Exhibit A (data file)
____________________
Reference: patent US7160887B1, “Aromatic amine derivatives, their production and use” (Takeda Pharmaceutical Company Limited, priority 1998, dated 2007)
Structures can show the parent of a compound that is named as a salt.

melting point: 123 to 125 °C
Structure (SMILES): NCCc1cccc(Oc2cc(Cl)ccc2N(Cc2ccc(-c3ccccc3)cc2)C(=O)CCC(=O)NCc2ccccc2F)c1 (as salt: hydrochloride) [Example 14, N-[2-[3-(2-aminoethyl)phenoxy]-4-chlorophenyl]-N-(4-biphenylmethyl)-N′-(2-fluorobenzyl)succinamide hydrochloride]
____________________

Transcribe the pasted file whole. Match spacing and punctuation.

Reference: patent US7160887B1, “Aromatic amine derivatives, their production and use” (Takeda Pharmaceutical Company Limited, priority 1998, dated 2007)
Structures can show the parent of a compound that is named as a salt.

melting point: 123 to 125 °C
Structure (SMILES): NCCc1cccc(Oc2cc(Cl)ccc2N(Cc2ccc(-c3ccccc3)cc2)C(=O)CCC(=O)NCc2ccccc2F)c1 (as salt: hydrochloride) [Example 14, N-[2-[3-(2-aminoethyl)phenoxy]-4-chlorophenyl]-N-(4-biphenylmethyl)-N′-(2-fluorobenzyl)succinamide hydrochloride]